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Projecting Tomorrow - 
      Prof James Chapman
    
      Nicholas J. Cull

Projecting Tomorrow

Science Fiction and Popular Cinema

; Nicholas J. Cull

Cinema and science fiction were made for each other. The science fiction genre has produced some of the most extraordinary films ever made, yet science fiction cinema is about more than just special effects. Les mer
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Paperback
Legg i
Vår pris: 373,-

(Paperback) Fri frakt!
Leveringstid: Sendes innen 21 dager

Cinema and science fiction were made for each other. The science fiction genre has produced some of the most extraordinary films ever made, yet science fiction cinema is about more than just special effects. This exploration of the genre examines landmark science fiction films from the 1930s onwards.
FAKTA
Utgitt:
Forlag: Bloomsbury Publishing PLC
Innbinding: Paperback
Språk: Engelsk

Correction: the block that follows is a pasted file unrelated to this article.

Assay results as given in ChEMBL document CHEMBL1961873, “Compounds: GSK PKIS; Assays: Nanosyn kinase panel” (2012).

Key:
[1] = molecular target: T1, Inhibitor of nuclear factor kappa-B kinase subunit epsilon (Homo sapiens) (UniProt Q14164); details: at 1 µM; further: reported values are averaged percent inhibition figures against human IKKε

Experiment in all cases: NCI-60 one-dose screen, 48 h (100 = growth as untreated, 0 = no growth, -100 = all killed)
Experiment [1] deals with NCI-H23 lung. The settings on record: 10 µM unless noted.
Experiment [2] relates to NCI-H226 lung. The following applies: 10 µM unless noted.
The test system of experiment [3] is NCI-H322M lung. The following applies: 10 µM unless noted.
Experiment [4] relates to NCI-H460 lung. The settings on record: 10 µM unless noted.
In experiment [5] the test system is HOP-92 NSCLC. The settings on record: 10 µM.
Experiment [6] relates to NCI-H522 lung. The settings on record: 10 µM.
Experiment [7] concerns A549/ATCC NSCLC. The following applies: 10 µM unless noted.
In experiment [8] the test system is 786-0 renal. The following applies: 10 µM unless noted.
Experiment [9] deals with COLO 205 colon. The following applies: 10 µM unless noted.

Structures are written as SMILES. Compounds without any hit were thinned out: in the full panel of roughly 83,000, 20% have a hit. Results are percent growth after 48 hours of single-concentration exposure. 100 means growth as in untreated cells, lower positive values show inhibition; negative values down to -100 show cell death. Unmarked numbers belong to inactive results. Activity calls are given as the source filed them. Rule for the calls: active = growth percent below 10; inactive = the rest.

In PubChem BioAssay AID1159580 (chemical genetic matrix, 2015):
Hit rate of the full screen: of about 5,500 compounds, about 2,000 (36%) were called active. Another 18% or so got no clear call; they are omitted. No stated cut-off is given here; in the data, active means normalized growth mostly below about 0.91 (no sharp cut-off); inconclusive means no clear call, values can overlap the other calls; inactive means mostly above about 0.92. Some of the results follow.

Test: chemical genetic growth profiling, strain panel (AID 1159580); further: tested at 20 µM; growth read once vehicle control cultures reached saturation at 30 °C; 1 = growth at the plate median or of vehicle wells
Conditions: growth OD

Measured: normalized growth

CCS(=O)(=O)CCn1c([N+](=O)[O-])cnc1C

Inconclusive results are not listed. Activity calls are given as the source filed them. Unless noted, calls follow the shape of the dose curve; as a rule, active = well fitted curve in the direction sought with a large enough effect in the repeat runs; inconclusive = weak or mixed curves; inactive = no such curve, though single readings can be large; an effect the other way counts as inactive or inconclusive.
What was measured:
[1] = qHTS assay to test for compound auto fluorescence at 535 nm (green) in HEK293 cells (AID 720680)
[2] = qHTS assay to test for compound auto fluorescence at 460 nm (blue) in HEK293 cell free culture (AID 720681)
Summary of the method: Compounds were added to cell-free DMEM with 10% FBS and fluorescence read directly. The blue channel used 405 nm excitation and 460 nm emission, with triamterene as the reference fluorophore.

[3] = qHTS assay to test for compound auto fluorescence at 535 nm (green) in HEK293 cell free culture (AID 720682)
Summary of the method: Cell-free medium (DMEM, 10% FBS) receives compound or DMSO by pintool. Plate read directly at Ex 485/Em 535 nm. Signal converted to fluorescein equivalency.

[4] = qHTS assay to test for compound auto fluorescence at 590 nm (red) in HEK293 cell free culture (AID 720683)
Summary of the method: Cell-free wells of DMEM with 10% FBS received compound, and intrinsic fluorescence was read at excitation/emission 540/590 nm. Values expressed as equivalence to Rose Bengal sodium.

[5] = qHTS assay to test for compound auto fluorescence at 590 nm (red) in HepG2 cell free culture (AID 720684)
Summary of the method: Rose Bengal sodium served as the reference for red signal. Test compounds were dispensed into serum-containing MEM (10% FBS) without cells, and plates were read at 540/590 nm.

Sider: 256
ISBN: 9781780764108
Format: 23 x 16 cm
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SERIE:
VURDERING
Gi vurdering
Les vurderinger
Acknowledgements
List of Illustrations
Introduction
Dry Future: Just Imagine (1930)
The Prophet and the Showman: Things to Come (1936)
Screening Wells for Cold War America: The War of the Worlds (1953)
The British Invasions: The Quatermass Experiment (1955), Quatermass 2 (1957) and Quatermass and the Pit (1967)
Sex and the Single Robot: Forbidden Planet (1956)
The Watershed: 2001: A Space Odyssey (1968)
Monkey Business: Planet of the Apes (1968)
Stretching the Genre: The Hellstrom Chronicle (1971)
Future Imperfect: Logan's Run (1976)
No Time for Sorrows: Star Wars (1977)
Rustbelt Messiah: RoboCop (1987)
The Image as Hero: Avatar (2009)

Afterword
Filmography
Index
James Chapman is Professor of Film Studies at the University of Leicester, UK. His previous books include The British at War: Cinema, State and Propaganda, 1939-1945(1998), and Licence To Thrill: A Cultural History of the James Bond Films (2nd edn 2007), both from I.B.Tauris. He is editor of the Historical Journal of Film, Radio and Television. Nicholas J. Cull is Professor of Public Diplomacy in the Annenberg School for Communication and Journalism at the University of Southern California in Los Angeles. His previous books include The Cold War and the United States Information Agency: American Propaganda and Public Diplomacy, 1945-1989(2008) and (with James Chapman), Projecting Empire: Imperialism and Popular Cinema (I.B.Tauris, 2009). He is president of the International Association for Media and History.